InterOil to ‘strongly defend’ Elk-Antelope deal with Total


InterOil says it will strongly defend the recent deal it signed with French oil company Total SA involving the Elk-Antelope gas fields Gulf Province.

InterOil's Michael Hession

InterOil’s Michael Hession

Oil Search Ltd is contesting Total SA’s purchase of a 40 percent stake in PNG’s biggest undeveloped gas field, but has yet to specify its complaint.

InterOil’s Chief Executive Officer Michael Hession has told analysts he expects the dispute to go to arbitration in London.

‘Any proceedings commenced by Oil Search seeking to set aside the transaction completed with Total S.A. on March 26, 2014 … will be strongly defended,’ Sydney-based InterOil spokesman, John Hurst told Business Advantage PNG in a statement.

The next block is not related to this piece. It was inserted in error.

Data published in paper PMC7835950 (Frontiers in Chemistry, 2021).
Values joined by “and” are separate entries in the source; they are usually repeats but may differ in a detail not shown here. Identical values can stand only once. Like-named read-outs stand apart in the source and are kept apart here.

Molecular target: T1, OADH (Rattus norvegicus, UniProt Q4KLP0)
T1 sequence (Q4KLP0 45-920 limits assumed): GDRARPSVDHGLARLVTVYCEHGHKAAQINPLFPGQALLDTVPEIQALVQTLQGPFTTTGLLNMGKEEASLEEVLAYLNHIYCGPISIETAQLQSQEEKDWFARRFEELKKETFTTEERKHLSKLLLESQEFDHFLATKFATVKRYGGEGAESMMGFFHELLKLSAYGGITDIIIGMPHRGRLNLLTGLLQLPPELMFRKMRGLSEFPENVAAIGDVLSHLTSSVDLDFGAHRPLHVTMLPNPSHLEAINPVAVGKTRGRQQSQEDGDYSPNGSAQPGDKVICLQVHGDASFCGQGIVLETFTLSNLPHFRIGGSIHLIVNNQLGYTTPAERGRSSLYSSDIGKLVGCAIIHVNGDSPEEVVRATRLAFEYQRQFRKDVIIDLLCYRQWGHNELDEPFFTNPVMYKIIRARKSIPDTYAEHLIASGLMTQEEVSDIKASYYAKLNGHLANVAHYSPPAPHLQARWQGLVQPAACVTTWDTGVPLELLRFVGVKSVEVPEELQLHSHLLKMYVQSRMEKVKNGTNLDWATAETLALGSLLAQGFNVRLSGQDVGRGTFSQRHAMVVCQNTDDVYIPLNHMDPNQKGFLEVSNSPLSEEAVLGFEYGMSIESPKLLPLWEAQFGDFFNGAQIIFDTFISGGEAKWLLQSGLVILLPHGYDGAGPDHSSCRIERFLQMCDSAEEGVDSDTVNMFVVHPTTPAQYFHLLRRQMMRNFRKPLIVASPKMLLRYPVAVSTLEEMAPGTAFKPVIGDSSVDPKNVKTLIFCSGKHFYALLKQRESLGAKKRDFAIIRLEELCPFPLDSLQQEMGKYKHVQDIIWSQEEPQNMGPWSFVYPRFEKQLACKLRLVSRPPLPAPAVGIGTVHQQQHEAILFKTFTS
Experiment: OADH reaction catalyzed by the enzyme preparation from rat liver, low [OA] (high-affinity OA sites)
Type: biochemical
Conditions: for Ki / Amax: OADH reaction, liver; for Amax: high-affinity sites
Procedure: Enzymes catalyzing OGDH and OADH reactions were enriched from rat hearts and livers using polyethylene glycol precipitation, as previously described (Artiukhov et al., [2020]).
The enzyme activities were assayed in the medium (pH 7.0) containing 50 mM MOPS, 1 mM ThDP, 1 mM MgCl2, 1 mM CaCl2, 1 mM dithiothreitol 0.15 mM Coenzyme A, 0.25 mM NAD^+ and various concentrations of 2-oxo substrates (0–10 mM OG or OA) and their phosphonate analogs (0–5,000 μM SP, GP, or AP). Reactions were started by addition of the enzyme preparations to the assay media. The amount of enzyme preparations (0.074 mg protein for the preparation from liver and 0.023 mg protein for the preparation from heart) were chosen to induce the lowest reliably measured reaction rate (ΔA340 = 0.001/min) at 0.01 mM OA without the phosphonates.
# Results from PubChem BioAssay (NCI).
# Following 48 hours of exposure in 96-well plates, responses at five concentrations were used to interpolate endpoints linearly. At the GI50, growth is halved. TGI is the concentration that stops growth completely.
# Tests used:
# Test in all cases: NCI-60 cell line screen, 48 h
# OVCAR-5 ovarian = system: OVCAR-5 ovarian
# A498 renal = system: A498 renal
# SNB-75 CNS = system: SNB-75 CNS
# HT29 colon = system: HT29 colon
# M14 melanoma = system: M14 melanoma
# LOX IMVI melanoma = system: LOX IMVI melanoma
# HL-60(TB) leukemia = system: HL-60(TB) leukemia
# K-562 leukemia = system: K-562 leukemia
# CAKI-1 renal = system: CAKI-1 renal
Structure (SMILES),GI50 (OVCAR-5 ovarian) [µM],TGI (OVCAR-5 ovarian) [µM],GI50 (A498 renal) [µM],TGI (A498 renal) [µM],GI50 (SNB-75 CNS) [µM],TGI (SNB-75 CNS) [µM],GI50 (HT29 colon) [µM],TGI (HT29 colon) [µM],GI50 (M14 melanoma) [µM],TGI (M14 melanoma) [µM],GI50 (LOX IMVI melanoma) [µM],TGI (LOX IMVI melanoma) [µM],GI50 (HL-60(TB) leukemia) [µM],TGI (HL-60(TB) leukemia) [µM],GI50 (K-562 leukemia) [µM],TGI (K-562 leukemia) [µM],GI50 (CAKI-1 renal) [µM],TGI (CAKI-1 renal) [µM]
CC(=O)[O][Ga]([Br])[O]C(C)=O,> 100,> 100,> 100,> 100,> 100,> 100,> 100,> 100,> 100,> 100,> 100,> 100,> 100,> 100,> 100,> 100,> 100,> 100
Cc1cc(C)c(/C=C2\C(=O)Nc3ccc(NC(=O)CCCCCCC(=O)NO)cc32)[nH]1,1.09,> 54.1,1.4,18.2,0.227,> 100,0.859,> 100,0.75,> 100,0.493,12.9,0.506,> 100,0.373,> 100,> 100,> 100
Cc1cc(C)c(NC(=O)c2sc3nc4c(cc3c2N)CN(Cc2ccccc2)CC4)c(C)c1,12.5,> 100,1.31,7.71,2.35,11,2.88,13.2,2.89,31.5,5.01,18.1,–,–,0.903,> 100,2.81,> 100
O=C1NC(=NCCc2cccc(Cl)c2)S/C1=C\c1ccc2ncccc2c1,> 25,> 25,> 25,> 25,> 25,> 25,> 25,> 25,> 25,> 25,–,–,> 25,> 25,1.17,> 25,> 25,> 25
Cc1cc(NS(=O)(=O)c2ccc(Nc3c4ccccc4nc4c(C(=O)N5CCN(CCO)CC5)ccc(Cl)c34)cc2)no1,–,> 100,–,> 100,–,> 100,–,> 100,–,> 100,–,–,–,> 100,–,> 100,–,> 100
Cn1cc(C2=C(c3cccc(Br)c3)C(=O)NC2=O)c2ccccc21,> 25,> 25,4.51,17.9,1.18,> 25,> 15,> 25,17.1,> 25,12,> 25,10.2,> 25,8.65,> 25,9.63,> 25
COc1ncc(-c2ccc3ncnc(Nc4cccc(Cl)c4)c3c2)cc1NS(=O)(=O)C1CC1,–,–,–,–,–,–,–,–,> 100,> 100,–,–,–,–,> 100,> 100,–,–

The fight centres on the vehicle that InterOil used to sell down its stake in the Elk and Antelope licence to Total, according to analysts.

Total purchased the InterOil subsidiary that held the 40 per cent stake rather than an acquisition of the stake itself.

If InterOil had sold a stake in the Elk-Antelope asset directly to Total, it would have been obliged to offer Oil Search the opportunity to match that offer, they say, adding Oil Search said when it bought into the joint venture that it would exercise that right.

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‘They’re disputing whether the pre-emptive rights should have been triggered,’ said UBS analyst Nik Burns.

It makes Oil Search’s preemption rights unclear, according to Neil Beveridge, a Hong Kong-based analyst at Sanford C. Bernstein & Co.

Oil Search used a similar strategy to buy its stake in the Elk-Antelope joint venture. It paid $900 million to take control of Pac LNG Group Companies, which held the 22.8 percent interest in Elk-Antelope, rather than buying the asset stake directly.

InterOil’s chief executive, Michael Hession, says an investment decision on PNG’s second LNG plant could be made within two-and-a-half years and shipping of LNG by 2020.

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